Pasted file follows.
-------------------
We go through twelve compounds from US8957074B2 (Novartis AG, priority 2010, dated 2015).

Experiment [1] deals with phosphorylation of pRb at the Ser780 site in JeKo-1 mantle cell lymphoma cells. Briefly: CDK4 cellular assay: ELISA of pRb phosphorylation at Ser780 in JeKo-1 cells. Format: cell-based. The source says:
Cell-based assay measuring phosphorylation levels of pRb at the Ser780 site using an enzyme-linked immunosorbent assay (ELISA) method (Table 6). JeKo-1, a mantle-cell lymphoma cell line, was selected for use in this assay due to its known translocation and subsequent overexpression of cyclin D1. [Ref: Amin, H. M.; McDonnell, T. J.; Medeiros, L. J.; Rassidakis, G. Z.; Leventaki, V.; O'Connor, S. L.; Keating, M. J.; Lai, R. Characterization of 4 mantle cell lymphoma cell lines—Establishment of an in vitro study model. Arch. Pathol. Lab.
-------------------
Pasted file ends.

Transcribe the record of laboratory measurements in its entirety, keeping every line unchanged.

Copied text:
We go through twelve compounds from US8957074B2 (Novartis AG, priority 2010, dated 2015).

Experiment [1] deals with phosphorylation of pRb at the Ser780 site in JeKo-1 mantle cell lymphoma cells. Briefly: CDK4 cellular assay: ELISA of pRb phosphorylation at Ser780 in JeKo-1 cells. Format: cell-based. The source says:
Cell-based assay measuring phosphorylation levels of pRb at the Ser780 site using an enzyme-linked immunosorbent assay (ELISA) method (Table 6). JeKo-1, a mantle-cell lymphoma cell line, was selected for use in this assay due to its known translocation and subsequent overexpression of cyclin D1. [Ref: Amin, H. M.; McDonnell, T. J.; Medeiros, L. J.; Rassidakis, G. Z.; Leventaki, V.; O'Connor, S. L.; Keating, M. J.; Lai, R. Characterization of 4 mantle cell lymphoma cell lines—Establishment of an in vitro study model. Arch. Pathol. Lab.